Hiring Independent Booth Renters At Your Salon

Camilla Mills

The hair salon industry reached $46 billion in 2018. There are 996,338 businesses in this industry. Are you one of close to a million salon owners?

If so, you have probably wondered whether hiring employees or renting out booth space is a better option.

Read on to learn all about the booth rental salon agreement and the pros and cons of both options.

What to Expect in a Booth Rental Salon Agreement

A hair salon booth rental agreement must include a contract between you and the owner of the salon. This legally binding contract protects you, the salon owner, as well as the stylist. It is the document the IRS uses as proof that your leasees are independent and not employees.

A salon booth rental agreement includes the rent/lease rate and how cancellation can take place. It also outlines the length of the contract and what your contractors get in exchange for chair rental.

It is common to provide use of one station, water, electricity, and salon equipment. Typically the agent and their clients can use the reception area.

You may choose to let your leasees use the salon phone and receptionist.

The booth rental agreement also outlines the obligations you have as the salon owner. They include paying the taxes on the salon, protecting the salon property from damage as well as performing necessary repairs.

This contract should also outline that the booth renter is expected to clean up their work station. You can add that your renters must display their license and provide liability insurance.

You can include a clause that indicates that the booth renters are expected to work during your salon’s business hours.

Booth Rental Salon Agreement


Who Pays the Taxes?

Self-employed hairdressers pay all taxes related to their employment. As a salon owner, you are only responsible for your property and business taxes.

They are also responsible for their own health and liability insurance.

What About Retail Products?

Your salon booth rental agreement can include a paragraph that prevents your tenants from selling merchandise that competes with your retail items.

But, you can’t require your tenants to sell your retail merchandise to their clients.

You can encourage your booth renters to sell your retail line by holding monthly contests. The person with the highest retail volume could win a gift card or reduced weekly rent.

Who Sets the Prices and Collects Money?

Independent business professionals are responsible for setting their own prices and collecting payments.

They maintain their own books, too.

Clients will pay your booth renters directly. You will never provide a paycheck to your renter. Nor will your renter’s clients pay you.

Ideally, each self-employed stylist will use salon software to take payments from their phones.

Booth Rental Salon Agreement

Perks and Cons of Salon Booth Rental

We’ve mentioned this before but it bears repeating. Independent contractors are responsible for handling their own taxes, clients, and paperwork.

Renting out space in your salon means that your salon is full of your colleagues, not employees.

This means you don’t have to pay salaries. And the overhead costs of your salon are more manageable as you are collecting rent.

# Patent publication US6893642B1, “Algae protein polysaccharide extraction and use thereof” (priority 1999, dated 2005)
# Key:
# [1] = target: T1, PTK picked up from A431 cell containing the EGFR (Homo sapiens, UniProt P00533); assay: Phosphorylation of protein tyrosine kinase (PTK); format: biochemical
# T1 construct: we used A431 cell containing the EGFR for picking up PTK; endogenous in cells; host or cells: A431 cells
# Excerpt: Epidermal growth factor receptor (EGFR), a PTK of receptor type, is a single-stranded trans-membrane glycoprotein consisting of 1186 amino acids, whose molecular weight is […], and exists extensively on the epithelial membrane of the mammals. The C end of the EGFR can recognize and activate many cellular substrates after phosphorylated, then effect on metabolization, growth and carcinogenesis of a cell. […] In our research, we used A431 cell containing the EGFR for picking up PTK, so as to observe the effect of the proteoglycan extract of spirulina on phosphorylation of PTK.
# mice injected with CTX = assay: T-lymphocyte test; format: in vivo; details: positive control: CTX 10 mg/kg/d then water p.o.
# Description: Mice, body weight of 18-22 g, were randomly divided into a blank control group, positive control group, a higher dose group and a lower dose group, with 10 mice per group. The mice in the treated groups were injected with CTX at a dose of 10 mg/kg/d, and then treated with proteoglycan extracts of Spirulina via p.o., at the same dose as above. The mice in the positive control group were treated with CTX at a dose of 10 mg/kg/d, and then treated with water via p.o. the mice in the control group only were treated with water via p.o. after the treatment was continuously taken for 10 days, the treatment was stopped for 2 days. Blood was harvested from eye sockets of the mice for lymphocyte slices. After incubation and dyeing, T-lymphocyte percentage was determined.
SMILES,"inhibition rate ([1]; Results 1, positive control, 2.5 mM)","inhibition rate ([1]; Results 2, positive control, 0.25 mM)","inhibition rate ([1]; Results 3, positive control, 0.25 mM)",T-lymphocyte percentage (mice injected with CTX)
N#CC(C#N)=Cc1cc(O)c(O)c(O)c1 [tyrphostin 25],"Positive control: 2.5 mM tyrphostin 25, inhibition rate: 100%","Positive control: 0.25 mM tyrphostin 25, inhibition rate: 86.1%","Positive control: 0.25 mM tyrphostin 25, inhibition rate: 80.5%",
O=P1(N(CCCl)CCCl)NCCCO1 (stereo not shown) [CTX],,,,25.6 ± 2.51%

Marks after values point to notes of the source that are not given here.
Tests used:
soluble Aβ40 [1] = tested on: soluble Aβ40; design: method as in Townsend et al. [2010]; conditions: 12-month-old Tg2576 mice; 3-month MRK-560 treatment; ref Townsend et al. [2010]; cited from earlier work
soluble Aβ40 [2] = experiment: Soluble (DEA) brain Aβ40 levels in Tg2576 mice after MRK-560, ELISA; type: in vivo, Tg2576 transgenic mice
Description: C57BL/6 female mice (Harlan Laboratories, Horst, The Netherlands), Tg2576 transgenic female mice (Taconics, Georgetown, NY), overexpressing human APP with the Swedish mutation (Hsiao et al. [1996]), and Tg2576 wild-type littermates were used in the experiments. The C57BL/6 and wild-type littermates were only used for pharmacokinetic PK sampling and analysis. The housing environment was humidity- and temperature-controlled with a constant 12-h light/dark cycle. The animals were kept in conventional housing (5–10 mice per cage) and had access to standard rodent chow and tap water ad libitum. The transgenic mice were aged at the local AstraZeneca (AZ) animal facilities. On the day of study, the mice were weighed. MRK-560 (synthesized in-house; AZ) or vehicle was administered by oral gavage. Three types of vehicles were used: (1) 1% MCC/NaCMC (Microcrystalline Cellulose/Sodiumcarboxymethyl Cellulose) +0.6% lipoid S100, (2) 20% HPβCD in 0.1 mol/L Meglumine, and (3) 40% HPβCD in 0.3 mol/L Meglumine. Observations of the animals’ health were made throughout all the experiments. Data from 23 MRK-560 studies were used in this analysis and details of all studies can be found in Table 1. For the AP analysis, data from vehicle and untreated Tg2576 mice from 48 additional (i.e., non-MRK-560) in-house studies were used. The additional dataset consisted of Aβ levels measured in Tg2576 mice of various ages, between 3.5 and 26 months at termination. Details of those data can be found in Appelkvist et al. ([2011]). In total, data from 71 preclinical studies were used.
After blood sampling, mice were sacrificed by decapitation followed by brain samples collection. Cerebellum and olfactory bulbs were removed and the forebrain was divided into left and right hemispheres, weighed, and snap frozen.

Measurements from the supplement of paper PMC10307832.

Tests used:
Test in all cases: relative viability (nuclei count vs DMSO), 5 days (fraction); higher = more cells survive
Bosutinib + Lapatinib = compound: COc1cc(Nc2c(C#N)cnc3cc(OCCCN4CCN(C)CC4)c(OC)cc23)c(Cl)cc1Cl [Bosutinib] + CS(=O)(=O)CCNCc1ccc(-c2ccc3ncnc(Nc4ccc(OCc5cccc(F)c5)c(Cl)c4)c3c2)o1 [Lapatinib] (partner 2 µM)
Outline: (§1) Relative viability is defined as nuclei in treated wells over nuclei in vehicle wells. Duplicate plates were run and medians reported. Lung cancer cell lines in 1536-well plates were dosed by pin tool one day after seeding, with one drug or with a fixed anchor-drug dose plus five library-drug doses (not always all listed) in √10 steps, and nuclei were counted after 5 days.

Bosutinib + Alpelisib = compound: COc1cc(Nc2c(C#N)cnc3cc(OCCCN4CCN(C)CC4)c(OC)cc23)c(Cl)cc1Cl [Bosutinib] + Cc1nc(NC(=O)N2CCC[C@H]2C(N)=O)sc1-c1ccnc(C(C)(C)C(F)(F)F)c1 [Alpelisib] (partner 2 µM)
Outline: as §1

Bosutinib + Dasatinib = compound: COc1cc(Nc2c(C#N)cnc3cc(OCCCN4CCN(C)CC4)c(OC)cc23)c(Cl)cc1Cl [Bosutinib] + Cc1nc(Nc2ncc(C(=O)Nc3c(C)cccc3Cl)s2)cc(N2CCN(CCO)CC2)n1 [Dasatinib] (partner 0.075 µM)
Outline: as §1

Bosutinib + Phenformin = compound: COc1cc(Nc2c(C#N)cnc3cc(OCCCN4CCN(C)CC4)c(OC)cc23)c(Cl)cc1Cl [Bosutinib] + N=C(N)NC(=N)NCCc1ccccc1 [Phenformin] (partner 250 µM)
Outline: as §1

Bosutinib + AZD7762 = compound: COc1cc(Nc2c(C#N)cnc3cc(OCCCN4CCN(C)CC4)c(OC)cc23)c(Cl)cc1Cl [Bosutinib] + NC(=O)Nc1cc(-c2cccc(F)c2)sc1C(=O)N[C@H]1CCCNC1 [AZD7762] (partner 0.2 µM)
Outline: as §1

You also don’t need to provide health insurance, paid vacation or offer retirement plans.

Renting out chairs gives you a full salon. Your renters are business owners who want to bring in as many clients as they can. They are growing their own business and will work hard to find and keep clients.

Plus, you often get less turnover when you rent out booths. That’s because each stylist is building a clientele based that is their own.

When you don’t have employees, you don’t have to worry about making schedules or covering appointments if a stylist doesn’t show up.

The main drawback to renting booth spaces is that you lose some control. You can’t control what happens between stylists and clients. You can’t implement the techniques and procedures you prefer.

And because each stylist is working for his or herself, there can be a competitive atmosphere instead of a team-based one in your salon.

Booth Rental Salon Agreement


Perks and Cons of the Commission Salon Model

The other option besides renting our booths in your salon is to hire employees. Most salons that follow this model pay employees on commission, without base pay.

This means that pay is based on how much each stylist brings in to the salon.

The best thing about this model is that you only pay for real work. If the stylists are standing around waiting for clients, you aren’t paying them. This method motivates employees to help build your client base.

Another benefit of hiring employees is that everyone is part of a team. And the goal is excellent service.

But, there are a few drawbacks to the commission model. For one thing, the operational costs of running a salon are constantly going up. Most salons average 10% of their pre-tax earnings to operational costs.

That means that it can be difficult for you to offer competitive pay that is based on commission.

Finding high-quality employees can be difficult. You can expect a high turnover rate. That’s because employees tend to want to run their own business. And when they leave, they may take their clients with them.

Bottom Line on Hiring Independent Booth Renters at Your Salon

Thanks for reading. We hope this article has given you a good idea of what you can expect from renting our booth spaces at your salon.

The most important thing is to make sure that your booth rental salon agreement identifies all the necessary points so that both parties are on the same page.

At Salon Iris, we offer salon software to fit any size salon. Get your free 14-day trial today!

Camilla Mills
Share this blog
  • Recent Articles

  • .